Indian Ocean environmental security needs a regional centre
Toxic spill from ship

Environmental risks can be disastrous for Indian Ocean states

Written by

Anthony Bergin

Environmental challenges such as climate change, marine plastic pollution and illegal, unreported, and unregulated fishing are increasingly posing serious threats to Indian Ocean countries, especially the smaller island states. 

Other threats include sea-level rise, severe weather events such as cyclones and storm surges, marine heatwaves, loss of primary producer habitats and organisms due to ocean heating (for example, coral bleaching) and ocean acidification. 

Shipping accidents, including massive oil spills, also threaten to wreak havoc on island states whose economies are highly dependent on fishing and marine tourism. There’ll be future risks in shipping hydrogen-derived ammonia through the region’s shipping lanes that are crucial to the energy security of many countries.With the dramatic scaling up of shipping ammonia the likelihood of a serious incident grows: a large ammonia spill would be highly toxic to marine life.

These environmental threats have ramifications not only for the natural world, but are likely to act as force multipliers, exacerbating water, energy, food and health challenges that diminish resilience and increase the likelihood of conflict. Accordingly, “marine ecology” has been identified as one of the seven pillars in the Australia-India Indo-Pacific Oceans Initiative, aiming to ensure the security and stability of the region’s maritime spaces. 

Australia should implement a coherent approach to Indian Ocean environmental security as part of an integrated Indo-Pacific strategy. It’s no longer good enough to adopt a business-as-usual approach to these problems on our western front. Just as we’ve done in our engagement with the Pacific Island countries, environmental security should be a key pillar in our engagement with our Indian Ocean neighbours.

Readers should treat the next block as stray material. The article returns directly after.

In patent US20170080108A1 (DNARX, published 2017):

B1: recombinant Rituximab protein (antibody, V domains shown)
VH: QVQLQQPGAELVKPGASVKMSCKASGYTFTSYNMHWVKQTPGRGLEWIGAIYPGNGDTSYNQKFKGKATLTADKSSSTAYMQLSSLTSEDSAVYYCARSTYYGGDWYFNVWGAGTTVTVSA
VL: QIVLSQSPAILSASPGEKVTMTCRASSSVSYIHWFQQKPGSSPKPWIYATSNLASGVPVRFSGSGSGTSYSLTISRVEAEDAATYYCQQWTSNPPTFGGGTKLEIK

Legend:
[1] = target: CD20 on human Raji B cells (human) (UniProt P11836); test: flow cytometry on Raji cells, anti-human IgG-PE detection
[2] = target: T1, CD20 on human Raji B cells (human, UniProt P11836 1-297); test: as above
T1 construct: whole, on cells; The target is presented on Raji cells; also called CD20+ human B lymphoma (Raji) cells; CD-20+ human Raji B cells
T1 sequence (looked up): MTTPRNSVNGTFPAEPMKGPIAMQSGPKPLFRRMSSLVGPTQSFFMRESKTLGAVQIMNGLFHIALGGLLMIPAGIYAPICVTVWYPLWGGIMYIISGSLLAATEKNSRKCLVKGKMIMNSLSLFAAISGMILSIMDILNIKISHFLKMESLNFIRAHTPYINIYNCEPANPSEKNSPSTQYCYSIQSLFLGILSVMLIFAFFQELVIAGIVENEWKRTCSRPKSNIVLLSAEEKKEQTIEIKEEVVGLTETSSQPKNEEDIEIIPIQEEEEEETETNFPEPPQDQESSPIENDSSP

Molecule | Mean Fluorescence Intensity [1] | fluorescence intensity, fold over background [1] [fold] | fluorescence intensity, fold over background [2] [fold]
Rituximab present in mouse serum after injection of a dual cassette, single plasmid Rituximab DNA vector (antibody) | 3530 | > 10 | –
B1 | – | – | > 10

Australia should sponsor the establishment of an Indian Ocean Centre for Environmental Security (IOCES) to provide professional development and training to personnel from civil and military agencies across the region.  IOCES would build regional state capacity for responding to environmental issues that may impact on regional stability. 

The Centre would provide world-class education to environmental and security practitioners from across the Indian Ocean as well as attracting practitioners from Southeast Asia and the Pacific Islands region.

IOCES would conduct leading research on environmental security challenges and environmental governance best practices. It would develop as a hub for persistent contact between the full range of environmental security governance stakeholders including government, industry, and academia.

IOCES would conduct public education on environmental security topics and serve as the leading repository of environmental security knowledge in the Indian Ocean region. The Centre would create a network of cross-sector alumni and researchers with common understandings and shared experiences. IOCES would demonstrate cooperative resolve to address environmental security challenges in the Indian Ocean, our “second sea”.